Sunday Special – Mexico City Centro Histórico (Historical Centre)


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Metropolitan Cathedral, Mexico City – Photo via Wikimedia Commons (Public Domain)

I have been to Mexico 5 times. All of those have been to resort destinations. I enjoyed all my vacations as I was able to unwind and get a tan. That being said, I do claim that I have never really seen Mexico as I have only encountered that one particular aspect out of all that this country has to offer. For today’s feature I thought focusing on North America’s largest city would be the place to start to learn more. Mexico’s capital has plenty of history so let’s begin on “where it all started”, so to speak.

The oldest area in Mexico City is the neighbourhood of Centro Histórico (or Centro). It dates back to the Aztec town of Tenochtitlan (1325 CE) prior to the Spanish conquest. The heart of the Centro is the 240 m / 787.4 ft Plaza de la Constitución, commonly called the Zócalo. One of the world’s largest squares it is home to numerous concerts, fun events, demonstrations and the popular Festival de Mexico. Adjacent to the Zócalo is the stunning Metropolitan Cathedral – the largest one in the Americas with its twin bell towers housing 25 bells each. To the north-east of the square is the Templo Mayor, a large museum built on a former Aztec temple and showcases many of its ruins. These few places barely scratch the surface of what this single area of Mexico City offers. With copious amounts of history, churches, museums, architecture, food, stores, and vendors I would say it is evident that the Centro is a place where one can wander for a couple days.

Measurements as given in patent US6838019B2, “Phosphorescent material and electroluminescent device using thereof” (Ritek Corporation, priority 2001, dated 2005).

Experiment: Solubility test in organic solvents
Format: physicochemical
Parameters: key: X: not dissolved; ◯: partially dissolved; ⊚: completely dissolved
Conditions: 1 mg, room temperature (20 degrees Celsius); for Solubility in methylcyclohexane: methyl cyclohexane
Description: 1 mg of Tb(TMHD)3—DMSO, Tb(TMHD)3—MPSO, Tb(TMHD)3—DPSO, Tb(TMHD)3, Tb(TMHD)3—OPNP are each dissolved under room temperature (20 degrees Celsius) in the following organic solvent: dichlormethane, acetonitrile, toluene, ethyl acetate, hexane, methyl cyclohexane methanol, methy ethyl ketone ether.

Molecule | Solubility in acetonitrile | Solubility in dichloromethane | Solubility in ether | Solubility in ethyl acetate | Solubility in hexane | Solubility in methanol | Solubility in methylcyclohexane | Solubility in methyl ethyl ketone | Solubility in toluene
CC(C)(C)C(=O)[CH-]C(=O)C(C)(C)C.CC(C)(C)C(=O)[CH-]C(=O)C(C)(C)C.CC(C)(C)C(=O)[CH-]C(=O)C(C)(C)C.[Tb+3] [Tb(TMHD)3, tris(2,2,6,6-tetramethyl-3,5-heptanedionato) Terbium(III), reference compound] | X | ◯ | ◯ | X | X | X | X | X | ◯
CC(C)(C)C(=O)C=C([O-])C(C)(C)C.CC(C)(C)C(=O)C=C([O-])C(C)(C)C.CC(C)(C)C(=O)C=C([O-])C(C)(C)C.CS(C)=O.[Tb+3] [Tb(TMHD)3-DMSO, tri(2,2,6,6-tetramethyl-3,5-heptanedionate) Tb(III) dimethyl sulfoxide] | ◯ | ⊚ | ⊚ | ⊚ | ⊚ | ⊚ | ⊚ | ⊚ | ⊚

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Mexico City’s Zocalo – Photo via Wikimedia Commons – Photo taken and owned By Flickr user schlaeger (http://www.flickr.com/photos/schlaeger/51220620) [CC BY-SA 2.0 (http://creativecommons.org/licenses/by-sa/2.0)%5D, via Wikimedia Commons

 

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